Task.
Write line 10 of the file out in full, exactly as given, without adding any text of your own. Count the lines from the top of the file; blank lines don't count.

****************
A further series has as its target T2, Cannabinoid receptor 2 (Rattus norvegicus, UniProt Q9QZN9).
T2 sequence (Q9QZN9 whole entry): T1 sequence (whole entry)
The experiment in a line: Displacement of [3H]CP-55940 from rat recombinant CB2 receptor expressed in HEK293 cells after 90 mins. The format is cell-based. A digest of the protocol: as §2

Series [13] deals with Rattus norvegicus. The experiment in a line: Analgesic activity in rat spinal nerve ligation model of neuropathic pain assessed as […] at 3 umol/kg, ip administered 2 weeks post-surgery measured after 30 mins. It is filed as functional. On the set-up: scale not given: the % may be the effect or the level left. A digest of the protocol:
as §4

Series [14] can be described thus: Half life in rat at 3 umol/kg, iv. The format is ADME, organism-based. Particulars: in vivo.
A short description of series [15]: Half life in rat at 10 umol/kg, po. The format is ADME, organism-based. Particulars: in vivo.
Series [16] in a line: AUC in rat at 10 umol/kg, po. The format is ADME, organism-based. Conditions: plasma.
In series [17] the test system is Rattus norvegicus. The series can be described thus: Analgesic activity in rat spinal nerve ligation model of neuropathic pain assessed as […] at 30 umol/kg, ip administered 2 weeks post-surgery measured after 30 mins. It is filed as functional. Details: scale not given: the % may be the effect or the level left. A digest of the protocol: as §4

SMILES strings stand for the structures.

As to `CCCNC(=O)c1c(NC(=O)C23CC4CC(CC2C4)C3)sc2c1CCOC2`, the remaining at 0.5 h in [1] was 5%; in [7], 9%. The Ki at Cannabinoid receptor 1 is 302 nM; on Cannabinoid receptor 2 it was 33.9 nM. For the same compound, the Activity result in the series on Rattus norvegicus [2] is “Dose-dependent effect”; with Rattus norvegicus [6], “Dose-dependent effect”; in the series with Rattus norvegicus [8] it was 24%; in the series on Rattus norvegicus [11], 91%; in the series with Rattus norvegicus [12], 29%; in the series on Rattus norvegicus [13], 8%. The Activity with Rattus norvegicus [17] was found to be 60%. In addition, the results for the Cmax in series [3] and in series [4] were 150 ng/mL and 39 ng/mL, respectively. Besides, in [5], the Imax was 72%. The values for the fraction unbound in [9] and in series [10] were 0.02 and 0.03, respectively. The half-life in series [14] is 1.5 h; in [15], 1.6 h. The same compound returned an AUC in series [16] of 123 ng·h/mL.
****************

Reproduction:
SMILES strings stand for the structures.